what to check for when your stone counters get installed

feisty68May 8, 2014

It's been hard to read all the threads about shoddy countertop work. I thought it would be useful to collect a thread about how handle the important pre-, during-, and post-installation phase to prevent and pursue remedy for installation problems. It sounds like one often has to play hardball with the contractor, and most of us are not experts on that.

I'd welcome thoughts on:

1. what to do before installation?

2. what to inspect after installation?

3. how to handle final payment?

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What to do before installation:

1. Agree on the edge profile, sink reveal, location of any seams, backsplash if applicable.
2. Inspect your slabs (even quartz to avoid resin blobs).
3. Be there to lay out the template on the slabs. If not possible, at least review pictures.

What to do after installation:

1. Inspect seams (visually and by feel), edges, reveals. Look for obviously repaired sections.
2. As for payment, we weren't required to pay on the spot. They sent us the bill the next day, and we paid it because our installation was problem-free.

    Bookmark   May 8, 2014 at 12:28PM
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Search on you tube for 'granite shorts', it's a stone company that produced a series of videos on having stone counters installed. One of them is specifically on what to look for after install.

    Bookmark   May 8, 2014 at 12:40PM
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Without question, the most important tool for checking a new stone installation is a level, at least a 4-footer.

Place it over any seams. It should not rock, nor should there be any gaps underneath. The closer to level the better, the MIA allows 3/16" over 10' or so, but I'd take a tad out of level for tops on plane.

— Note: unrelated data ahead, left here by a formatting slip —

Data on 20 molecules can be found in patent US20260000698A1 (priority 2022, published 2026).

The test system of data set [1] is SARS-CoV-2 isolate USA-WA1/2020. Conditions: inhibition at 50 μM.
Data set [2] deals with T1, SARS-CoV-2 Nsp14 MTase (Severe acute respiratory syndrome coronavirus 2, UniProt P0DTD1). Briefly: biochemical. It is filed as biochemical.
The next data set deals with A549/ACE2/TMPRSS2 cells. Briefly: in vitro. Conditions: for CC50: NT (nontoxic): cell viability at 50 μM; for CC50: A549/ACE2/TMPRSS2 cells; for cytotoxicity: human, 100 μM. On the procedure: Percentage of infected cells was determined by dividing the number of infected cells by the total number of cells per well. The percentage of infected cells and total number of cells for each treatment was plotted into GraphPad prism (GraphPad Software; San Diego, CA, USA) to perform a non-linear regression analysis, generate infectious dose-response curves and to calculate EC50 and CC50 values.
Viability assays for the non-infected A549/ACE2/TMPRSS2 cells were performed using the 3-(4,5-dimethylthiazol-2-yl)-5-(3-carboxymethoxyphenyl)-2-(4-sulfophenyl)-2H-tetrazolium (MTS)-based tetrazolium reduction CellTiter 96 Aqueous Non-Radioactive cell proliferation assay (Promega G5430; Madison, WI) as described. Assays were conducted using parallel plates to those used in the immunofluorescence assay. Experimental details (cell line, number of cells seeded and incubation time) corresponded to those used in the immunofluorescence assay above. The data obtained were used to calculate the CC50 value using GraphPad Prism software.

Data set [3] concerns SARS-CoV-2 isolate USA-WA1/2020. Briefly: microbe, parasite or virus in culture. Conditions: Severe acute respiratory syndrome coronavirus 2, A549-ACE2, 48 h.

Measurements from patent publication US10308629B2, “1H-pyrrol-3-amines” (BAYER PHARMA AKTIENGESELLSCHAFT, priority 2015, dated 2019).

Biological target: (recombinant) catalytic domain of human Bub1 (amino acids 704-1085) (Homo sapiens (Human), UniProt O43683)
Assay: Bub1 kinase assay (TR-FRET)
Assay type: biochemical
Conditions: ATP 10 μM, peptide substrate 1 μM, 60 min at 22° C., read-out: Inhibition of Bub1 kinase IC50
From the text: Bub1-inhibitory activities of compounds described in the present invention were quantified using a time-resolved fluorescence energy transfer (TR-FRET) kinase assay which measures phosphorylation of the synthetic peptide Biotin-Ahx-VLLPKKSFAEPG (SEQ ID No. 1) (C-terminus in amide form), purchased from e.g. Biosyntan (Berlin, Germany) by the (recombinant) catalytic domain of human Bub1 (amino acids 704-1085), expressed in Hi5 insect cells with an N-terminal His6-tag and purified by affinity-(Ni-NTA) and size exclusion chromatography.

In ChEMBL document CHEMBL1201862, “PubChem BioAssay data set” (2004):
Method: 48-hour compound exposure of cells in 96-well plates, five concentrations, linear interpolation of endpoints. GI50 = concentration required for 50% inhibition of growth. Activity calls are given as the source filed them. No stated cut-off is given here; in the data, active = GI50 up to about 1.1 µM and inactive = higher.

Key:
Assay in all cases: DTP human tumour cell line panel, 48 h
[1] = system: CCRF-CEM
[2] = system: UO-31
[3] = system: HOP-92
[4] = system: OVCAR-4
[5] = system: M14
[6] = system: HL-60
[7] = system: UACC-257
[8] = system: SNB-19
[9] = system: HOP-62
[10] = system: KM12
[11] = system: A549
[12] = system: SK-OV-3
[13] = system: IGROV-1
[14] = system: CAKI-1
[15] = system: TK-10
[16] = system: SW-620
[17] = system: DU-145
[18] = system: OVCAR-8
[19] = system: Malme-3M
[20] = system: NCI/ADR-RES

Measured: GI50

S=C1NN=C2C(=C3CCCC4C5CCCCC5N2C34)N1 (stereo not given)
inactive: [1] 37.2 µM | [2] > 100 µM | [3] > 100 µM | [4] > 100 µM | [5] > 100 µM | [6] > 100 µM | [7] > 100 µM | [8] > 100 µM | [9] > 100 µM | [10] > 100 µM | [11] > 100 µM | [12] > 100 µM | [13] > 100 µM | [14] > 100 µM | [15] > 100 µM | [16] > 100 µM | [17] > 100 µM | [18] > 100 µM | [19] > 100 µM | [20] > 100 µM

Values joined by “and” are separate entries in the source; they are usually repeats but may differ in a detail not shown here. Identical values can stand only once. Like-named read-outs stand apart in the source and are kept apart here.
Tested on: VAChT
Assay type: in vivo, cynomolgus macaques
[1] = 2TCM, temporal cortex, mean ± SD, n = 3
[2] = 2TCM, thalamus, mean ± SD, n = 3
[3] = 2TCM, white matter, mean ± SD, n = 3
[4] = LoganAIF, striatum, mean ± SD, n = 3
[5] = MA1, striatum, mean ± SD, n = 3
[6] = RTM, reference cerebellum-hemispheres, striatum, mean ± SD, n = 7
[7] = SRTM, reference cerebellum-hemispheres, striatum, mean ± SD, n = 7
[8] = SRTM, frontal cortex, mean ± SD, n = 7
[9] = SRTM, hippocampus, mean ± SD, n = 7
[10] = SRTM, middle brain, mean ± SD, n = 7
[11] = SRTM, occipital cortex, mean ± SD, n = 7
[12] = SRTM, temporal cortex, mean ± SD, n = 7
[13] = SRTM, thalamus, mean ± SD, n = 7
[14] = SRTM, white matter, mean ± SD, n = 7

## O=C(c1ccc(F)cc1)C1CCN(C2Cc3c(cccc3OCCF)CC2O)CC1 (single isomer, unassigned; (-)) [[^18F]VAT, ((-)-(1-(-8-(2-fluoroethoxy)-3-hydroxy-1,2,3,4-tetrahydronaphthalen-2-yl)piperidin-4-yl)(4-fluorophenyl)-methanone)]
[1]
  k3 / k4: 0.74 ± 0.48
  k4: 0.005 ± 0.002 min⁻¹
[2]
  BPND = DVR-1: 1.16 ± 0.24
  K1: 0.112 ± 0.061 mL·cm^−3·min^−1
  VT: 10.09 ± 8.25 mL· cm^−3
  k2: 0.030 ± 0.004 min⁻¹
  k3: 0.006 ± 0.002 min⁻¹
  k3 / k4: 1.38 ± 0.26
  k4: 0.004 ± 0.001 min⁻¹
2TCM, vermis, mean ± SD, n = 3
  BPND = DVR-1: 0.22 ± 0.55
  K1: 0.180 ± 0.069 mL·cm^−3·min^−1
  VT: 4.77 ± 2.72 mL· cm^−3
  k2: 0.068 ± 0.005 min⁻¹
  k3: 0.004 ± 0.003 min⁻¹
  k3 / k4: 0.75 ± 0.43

If there is an appliance opening, the level should not only be used front to back and side to side, but placed in an "x" over the opening. It should be level in all directions.

Place a straightedge long enough to span appliance openings to ascertain that the adjacent tops are in plane. Tops should be square to the rear wall, parallel to each other, not necessarily parallel to cabinet sides, in appliance openings.

Make sure sinks are mechanically fastened. Wood shims and/or stone scraps polyestered in place is not mechanical fastening. Silicone is to be considered a gasket, not an adhesive bond, between an undermount sink flange and the bottom of the top.

This post was edited by Trebruchet on Thu, May 8, 14 at 18:48

    Bookmark   May 8, 2014 at 12:55PM
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Check that the slabs are set level front to back as well as side to side.

Check that the overhangs are consistent.

Check that there are no excessive gaps between slab and wall.

If you have an undermount sink, check that it is mounted with mechanical support, not just a layer of caulk/adhesive/sealant holding it up.

Check that the reveal on your undermount sink is acceptable to you.

Check that the holes for your items (faucet, soap dispenser, etc.) are where you expected and that your things that go in them will fit and are not impinged underneath, etc. (i.e., that what mechanical support system that is holding up your sink is not in the way of mounting any of these things, etc.)

Check that the mechanical support system holding up your sink does not interfere with other structure, such as mounting the disposal, hot water heater, RO unit, etc. in the undercabinet space.

Check that you can reach whatever you need to reach in the under cabinet, for example that the undermount support does not keep you from reaching an outlet or shutoff if need be in a hurry.